“Kvedarna” - Encyclopedia of Jewish
Communities in Lithuania
(Kvėdarna, Lithuania)

55° 33' / 22° 00'

Translation of the “Kvedarna” chapter from
Pinkas Hakehillot Lita

Written by Dov Levin

Published by Yad Vashem

Published in Jerusalem, 1996


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This is a translation from: Pinkas Hakehillot Lita: Encyclopedia of Jewish Communities, Lithuania,
Editor: Prof. Dov Levin, Assistant Editor: Josef Rosin, published by Yad Vashem, Jerusalem.


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(Pages 295-297)

Kvedarna

In Yiddish, Khveidan, also Chveidan

Written by Dov Levin

Translated by Shimon Joffe

A regional town in the Taurage District in the Samogitia region

Year General
Population
Jews %
1765 .. 186* ..
1841 320 .. ..
1897 1,190 671 56**
1923 950 394 41
1938 1,100 350 32

*poll tax payers
**120 families

Kvedarna lies on the left bank of the Jura River, in North Western Lithuania, in the Samogitia region, 15 km. North West of Shilel. Hundreds of years ago, a fortress stood in this place but it was destroyed by the Crusader knights in 1329. Kvedarna is mentioned as a sub-district center in the sixteenth century. In 1792 it was granted the Magdeburg privileges. After the great fire in 1843, the houses were rebuilt some 2 km. from the previous place. Besides four solid buildings, two being two stories high, all the other houses were built of wood. As a result, the town suffered many conflagrations.

Until the First World War, the nearest railway station was at the town of Sveksna, some 20 km away. During the Russian occupation (1795-1915), Kvedarna first belonged to Vilnius province, but from 1843 it was included in the Kaunas province, Raiseiniai district. During Lithuanian independence, it continued as a sub-district center.

The Jewish community in Kvedarna dates from the seventeenth century. In 1662, the town contained 7 Jews, (3 men and 4 women, not including children and the aged). According to the records of 1765, Kvedarna had 186 Jews paying poll tax .They found their income mostly from commerce and craftwork. After the great fire in the summer of 1881, Dr Rilf, Rabbi of Klaipeda (Memel), was instrumental in organizing an appeal among the Jewish communities. Out of the 500 rubles contributed, 100 was distributed among the sufferers of the fire, and the remainder was devoted to the restoration of the study house. Fifteen years later, after another fire, almost all the town houses burnt down, (except for ten). The community Dayan (religious judge), Reb David Yehuda Leib, first born son of Moshe Luria, appealed for assistance from the Jewish public in the pages of the newspaper Hameliz. From that period onwards until the First World War, the following rabbis officiated; Rabbi Arieh Leib Rapaport(from 1872), Rabbi Yitshak (from 1883), Rabbi Yitskhak Zvi Kriger ( during 4 years), Rabbi Moshe, first son of Yehuda Leib Rosin (from 1900). For many years Rabbi Avraham Karelitz , known as the Khazon Ish, studied in the local study house. He refused to accept an appointment and lived off the income from his wife's shop, a native of the place. In the lists of contributors for the settlement of Eretz-Yisrael in the years 1898 and 1899 appear the names of the local delegates; Y. Mishnitz and Zvi Eliezer Meirowitz.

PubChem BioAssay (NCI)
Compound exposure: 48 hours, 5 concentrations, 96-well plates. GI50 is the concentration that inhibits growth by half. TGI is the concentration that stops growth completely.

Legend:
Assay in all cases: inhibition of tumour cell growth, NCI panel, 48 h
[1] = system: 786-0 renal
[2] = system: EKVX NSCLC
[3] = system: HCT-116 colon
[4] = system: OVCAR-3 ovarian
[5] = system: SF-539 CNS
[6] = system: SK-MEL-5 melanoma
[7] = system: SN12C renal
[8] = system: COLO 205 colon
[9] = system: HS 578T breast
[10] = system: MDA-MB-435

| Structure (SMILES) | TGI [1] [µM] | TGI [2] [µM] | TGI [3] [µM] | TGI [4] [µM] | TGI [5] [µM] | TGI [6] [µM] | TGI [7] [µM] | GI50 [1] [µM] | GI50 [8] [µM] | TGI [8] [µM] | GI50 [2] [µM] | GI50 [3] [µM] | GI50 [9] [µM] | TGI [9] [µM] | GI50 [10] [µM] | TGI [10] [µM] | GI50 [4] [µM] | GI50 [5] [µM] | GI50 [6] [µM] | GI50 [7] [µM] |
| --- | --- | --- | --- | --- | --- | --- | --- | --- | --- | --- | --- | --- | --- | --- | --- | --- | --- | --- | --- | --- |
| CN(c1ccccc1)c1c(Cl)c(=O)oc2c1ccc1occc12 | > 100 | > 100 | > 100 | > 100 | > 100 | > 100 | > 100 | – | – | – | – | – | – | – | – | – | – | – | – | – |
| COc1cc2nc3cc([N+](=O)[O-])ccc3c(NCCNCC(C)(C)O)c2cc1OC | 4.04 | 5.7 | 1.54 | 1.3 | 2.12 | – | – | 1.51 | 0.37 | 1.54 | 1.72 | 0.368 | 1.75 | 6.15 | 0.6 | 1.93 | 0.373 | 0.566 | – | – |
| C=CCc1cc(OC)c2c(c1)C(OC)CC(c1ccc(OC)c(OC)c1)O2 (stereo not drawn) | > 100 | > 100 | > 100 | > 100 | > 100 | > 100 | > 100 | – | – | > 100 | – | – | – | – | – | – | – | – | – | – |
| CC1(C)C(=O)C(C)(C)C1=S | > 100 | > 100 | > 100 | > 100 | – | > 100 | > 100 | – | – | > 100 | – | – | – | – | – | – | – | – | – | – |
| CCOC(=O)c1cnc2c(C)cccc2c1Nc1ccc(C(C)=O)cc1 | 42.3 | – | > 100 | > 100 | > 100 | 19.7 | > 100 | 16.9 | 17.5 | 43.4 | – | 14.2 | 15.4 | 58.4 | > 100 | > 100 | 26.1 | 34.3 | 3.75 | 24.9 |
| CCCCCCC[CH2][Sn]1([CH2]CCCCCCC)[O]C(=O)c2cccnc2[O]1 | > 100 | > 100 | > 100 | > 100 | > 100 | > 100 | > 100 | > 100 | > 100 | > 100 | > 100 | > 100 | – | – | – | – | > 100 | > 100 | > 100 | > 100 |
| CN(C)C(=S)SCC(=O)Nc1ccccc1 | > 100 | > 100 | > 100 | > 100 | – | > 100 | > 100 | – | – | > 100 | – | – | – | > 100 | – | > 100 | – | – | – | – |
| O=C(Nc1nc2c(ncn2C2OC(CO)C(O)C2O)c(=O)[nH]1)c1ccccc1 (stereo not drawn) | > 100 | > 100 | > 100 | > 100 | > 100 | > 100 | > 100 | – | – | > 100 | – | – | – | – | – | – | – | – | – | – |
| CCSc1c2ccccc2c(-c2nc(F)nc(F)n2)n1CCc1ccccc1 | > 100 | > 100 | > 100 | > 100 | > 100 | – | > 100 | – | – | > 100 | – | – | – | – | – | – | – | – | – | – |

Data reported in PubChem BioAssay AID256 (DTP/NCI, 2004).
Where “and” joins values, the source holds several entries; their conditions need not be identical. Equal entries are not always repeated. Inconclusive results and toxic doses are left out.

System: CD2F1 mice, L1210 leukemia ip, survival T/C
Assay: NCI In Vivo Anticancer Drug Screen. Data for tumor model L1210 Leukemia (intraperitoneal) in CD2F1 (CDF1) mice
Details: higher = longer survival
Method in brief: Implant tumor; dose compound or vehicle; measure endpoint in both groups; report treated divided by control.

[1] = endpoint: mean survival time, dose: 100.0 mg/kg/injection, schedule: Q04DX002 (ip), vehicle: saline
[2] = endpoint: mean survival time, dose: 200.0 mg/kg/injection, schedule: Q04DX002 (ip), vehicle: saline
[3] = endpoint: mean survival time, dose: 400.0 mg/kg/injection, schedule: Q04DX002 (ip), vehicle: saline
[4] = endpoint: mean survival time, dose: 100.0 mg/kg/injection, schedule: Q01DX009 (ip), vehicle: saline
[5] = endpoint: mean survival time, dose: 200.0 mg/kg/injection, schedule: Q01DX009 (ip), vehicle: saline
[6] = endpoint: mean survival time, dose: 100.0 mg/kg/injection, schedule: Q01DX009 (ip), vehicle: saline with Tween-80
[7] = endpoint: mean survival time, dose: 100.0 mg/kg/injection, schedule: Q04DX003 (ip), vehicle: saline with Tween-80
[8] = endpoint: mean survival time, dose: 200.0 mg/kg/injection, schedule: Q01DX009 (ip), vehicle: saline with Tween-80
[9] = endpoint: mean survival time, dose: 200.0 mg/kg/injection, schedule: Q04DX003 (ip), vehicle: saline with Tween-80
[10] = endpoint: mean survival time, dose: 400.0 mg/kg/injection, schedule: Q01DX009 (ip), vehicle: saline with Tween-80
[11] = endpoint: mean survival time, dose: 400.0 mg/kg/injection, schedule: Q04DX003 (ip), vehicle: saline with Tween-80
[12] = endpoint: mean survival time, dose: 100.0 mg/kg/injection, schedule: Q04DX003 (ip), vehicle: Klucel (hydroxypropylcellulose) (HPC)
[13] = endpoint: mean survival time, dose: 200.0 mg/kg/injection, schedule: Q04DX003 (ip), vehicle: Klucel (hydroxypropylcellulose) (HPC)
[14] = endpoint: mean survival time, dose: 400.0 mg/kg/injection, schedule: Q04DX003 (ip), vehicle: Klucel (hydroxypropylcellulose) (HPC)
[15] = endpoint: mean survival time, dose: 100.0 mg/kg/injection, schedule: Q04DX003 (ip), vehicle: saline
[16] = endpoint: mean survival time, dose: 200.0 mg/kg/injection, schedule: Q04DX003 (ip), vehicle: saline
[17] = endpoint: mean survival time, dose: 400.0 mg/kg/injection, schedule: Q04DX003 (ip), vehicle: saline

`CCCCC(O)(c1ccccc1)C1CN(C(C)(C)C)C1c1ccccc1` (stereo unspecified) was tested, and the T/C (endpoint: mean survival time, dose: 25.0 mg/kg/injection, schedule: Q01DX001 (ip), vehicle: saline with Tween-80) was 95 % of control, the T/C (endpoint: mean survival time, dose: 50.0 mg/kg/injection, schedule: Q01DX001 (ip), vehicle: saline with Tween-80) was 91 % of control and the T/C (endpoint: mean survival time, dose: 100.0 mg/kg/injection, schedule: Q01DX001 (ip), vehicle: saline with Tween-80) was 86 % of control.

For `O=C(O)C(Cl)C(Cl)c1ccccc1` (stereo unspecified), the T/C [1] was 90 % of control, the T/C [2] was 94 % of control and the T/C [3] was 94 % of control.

The effects of the war caused most of the Jews to flee the town in 1915. Only some of them returned after the gaining of Lithuanian independence. With the governmental declaration of Jewish autonomy, a community board of 5 was elected. It was active during the years in most spheres referring to Jewish life in the town. In those years, the Jewish community was composed of about 80 families, 12 of these lived off farming. The town had a number of rich dealers in forests. The remainder of the Jewish population dealt in flax, fowls and grains, and others were artisans.

According to a survey conducted by the Lithuanian government in 1923, Kvedarna had a Jewish dealer in cattle, a butchery, 3 textile shops, 2 restaurants, an ironmongery and tool shop, a haberdashery and household goods, a general goods shop, a pharmacy and a Jewish owned dying works. In 1937, town had 12 Jewish artisans, 3 bakers, 3 tailors, 2 butchers, a hatter, a smith, a metal worker and a barber. Out of 20 telephones in the town, only one belonged to a Jew.